“If there is a market and the market is working, than you have the best price that is possible," she said.  "It will mean that the increase that is foreseen by many, many forecasts will not be as steep.  In Bulgaria, we have regulated prices both for the small and medium enterprises and also for the end users.  Our position as the commission is that we would prefer to have market prices, but you can always, for a certain number of people, for very vulnerable consumers of course, have regulated prices.”     

    It comes amid European concerns over EU directives about opening up public services to foreign investments, ranging from the energy sector to even water suppliers.     

    There have been protests against these policies in several countries, including Portugal and Greece, where the EU demands the privatization of public water works in exchange for billions of dollars in crucial bailout money for the troubled economies.

    You May Like

    Former US Envoys Urge Obama to Delay Troop Cuts in Afghanistan

    Keeping troop levels up during conflict with both Taliban and Islamic State is necessary to support Kabul government, they say

    First Lady to Visit Africa to Promote Girls' Education

    Michele Obama will be joined by daughters and actresses Meryl Streep and Freida Pinto

    Video NYSE Analyst: Brexit Will Continue to Place Pressure on Markets

    Despite orderly pricing and execution strategy at the New York Stock Exchange, analyst explains added pressure on world financial markets is likely

    Featured Videos

    Your JavaScript is turned off or you have an old version of Adobe's Flash Player. Get the latest Flash player.
    Brexit Vote Plunges Global Markets Into Unchartered Territoryi
    X
    June 24, 2016 9:38 PM
    British voters plunged global markets into unknown territory after they voted Thursday to leave the European Union. The results of the Brexit vote, the term coined to describe the referendum, caught many off guard. Analysts say the resulting volatility could last for weeks, perhaps longer. Mil Arcega reports.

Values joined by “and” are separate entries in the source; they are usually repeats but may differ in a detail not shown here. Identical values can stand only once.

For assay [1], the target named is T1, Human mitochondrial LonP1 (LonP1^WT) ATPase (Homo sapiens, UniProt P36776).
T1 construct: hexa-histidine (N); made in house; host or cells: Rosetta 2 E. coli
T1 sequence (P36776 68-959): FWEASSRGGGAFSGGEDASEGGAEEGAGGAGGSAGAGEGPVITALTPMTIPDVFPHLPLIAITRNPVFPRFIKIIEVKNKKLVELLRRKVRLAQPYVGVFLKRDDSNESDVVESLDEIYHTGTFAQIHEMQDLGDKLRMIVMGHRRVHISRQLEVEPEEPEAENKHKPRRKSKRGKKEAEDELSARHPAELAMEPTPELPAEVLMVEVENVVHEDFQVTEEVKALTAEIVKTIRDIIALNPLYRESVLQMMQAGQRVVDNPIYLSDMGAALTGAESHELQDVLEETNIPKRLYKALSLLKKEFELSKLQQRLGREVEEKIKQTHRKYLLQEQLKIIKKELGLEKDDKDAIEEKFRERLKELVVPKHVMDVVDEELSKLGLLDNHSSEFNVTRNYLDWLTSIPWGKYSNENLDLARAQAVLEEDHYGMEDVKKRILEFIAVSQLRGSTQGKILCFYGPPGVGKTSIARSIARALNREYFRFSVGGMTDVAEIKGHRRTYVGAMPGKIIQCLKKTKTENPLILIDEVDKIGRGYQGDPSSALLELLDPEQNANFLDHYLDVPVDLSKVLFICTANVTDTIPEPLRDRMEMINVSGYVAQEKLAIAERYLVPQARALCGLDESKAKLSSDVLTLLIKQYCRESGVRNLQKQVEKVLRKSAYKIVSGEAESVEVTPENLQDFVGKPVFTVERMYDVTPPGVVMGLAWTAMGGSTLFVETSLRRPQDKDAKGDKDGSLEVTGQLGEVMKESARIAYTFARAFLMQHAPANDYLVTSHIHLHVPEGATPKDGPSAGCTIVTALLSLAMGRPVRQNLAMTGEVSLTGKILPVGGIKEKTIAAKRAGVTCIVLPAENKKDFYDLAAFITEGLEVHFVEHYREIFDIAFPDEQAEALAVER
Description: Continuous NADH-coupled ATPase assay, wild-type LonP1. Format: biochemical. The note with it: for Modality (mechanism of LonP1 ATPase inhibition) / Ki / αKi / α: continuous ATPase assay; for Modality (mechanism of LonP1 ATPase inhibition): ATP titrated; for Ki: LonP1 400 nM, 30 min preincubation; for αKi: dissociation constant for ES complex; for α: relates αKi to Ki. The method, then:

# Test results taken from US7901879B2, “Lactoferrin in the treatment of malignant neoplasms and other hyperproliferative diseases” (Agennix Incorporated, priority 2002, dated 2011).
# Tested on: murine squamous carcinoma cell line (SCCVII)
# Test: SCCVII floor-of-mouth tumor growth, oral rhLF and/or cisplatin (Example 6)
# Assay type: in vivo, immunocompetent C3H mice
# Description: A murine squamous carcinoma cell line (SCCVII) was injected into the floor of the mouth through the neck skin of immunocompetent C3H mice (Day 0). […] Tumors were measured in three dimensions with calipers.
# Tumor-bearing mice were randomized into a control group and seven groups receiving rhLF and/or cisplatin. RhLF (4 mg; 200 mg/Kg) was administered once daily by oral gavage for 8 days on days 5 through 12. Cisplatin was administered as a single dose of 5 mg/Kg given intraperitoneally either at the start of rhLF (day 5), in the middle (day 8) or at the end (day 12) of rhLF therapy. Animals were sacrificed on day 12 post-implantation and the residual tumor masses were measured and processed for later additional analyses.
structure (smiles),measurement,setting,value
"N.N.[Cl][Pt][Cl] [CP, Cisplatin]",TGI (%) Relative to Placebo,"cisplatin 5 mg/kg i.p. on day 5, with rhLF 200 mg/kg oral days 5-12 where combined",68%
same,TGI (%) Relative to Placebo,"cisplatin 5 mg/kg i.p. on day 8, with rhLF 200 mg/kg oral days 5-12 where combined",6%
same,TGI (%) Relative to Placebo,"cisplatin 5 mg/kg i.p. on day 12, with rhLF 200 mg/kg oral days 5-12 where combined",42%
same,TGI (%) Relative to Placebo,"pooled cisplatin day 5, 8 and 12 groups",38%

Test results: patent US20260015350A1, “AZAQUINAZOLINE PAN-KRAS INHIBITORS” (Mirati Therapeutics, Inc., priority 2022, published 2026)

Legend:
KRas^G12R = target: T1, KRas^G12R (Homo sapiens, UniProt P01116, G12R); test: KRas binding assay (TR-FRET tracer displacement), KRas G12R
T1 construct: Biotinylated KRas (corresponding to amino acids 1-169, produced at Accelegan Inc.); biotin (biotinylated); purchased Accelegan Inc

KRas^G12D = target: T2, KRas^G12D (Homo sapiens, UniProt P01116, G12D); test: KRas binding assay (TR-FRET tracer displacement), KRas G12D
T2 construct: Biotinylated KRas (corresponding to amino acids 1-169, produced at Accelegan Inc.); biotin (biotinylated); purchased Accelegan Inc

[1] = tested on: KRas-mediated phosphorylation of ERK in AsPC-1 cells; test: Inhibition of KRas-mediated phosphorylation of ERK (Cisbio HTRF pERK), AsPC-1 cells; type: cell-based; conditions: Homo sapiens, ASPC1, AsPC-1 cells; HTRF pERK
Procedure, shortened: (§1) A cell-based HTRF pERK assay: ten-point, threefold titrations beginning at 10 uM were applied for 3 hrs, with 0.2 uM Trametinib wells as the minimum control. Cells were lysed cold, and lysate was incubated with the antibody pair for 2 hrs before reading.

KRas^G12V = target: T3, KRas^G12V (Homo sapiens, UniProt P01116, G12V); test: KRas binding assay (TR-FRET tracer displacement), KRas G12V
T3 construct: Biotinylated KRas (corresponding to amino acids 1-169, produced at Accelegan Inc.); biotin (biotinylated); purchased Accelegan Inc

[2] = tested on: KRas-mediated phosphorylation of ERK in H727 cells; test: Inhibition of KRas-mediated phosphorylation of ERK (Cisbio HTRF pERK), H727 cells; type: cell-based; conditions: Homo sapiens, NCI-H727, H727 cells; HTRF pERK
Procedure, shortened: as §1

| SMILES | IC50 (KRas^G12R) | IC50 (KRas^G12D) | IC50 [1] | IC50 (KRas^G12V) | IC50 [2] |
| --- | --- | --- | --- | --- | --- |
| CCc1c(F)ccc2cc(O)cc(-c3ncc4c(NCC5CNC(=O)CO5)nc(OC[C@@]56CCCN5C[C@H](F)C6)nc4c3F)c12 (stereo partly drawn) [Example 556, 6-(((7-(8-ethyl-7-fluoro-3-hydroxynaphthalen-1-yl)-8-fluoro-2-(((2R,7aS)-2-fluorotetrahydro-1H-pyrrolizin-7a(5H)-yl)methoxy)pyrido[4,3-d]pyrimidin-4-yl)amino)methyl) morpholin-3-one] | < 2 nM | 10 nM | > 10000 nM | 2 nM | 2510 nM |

Video

    Video Brexit Vote Plunges Global Markets Into Unchartered Territory

    British voters plunged global markets into unknown territory after they voted Thursday to leave the European Union. The results of the Brexit vote, the term coined to describe the referendum, caught many off guard. Analysts say the resulting volatility could last for weeks, perhaps longer. Mil Arcega reports.
    Video

    Video Orlando Shooting Changes Debate on Gun Control

    It’s been nearly two weeks since the largest mass shooting ever in the United States. Despite public calls for tighter gun control laws, Congress is at an impasse. Democratic lawmakers resorted to a 1960s civil rights tactic to portray their frustration. VOA’s Carolyn Presutti explains how the Orlando, Florida shooting is changing the debate.
    Video

    Video Tunisian Fishing Town Searches for Jobs, Local Development Solutions

    As the European Union tries to come to grips with its migrant crisis, some newcomers are leaving voluntarily. But those returning to their home countries face an uncertain future.  Five years after Tunisia's revolution, the tiny North African country is struggling with unrest, soaring unemployment and plummeting growth. From the southern Tunisian fishing town of Zarzis, Lisa Bryant takes a look for VOA at a search for local solutions.
    Video

    Video 'American Troops' in Russia Despite Tensions